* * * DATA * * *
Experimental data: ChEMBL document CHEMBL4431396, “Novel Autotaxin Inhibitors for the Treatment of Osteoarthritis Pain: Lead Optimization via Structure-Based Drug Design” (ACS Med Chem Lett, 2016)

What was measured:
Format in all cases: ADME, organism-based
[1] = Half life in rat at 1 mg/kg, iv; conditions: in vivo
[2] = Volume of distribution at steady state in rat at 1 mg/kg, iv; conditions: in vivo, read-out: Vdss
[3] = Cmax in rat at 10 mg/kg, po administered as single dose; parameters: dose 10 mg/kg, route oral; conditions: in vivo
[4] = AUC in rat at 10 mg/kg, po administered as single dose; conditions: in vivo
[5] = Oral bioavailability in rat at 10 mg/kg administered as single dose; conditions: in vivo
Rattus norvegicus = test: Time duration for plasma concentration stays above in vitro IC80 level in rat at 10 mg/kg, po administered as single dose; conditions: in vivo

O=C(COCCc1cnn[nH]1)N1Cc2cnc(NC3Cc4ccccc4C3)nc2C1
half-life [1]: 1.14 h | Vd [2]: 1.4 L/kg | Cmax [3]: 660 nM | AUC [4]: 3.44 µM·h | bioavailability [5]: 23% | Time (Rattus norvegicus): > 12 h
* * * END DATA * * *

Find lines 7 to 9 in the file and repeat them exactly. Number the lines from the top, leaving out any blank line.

[4] = AUC in rat at 10 mg/kg, po administered as single dose; conditions: in vivo
[5] = Oral bioavailability in rat at 10 mg/kg administered as single dose; conditions: in vivo
Rattus norvegicus = test: Time duration for plasma concentration stays above in vitro IC80 level in rat at 10 mg/kg, po administered as single dose; conditions: in vivo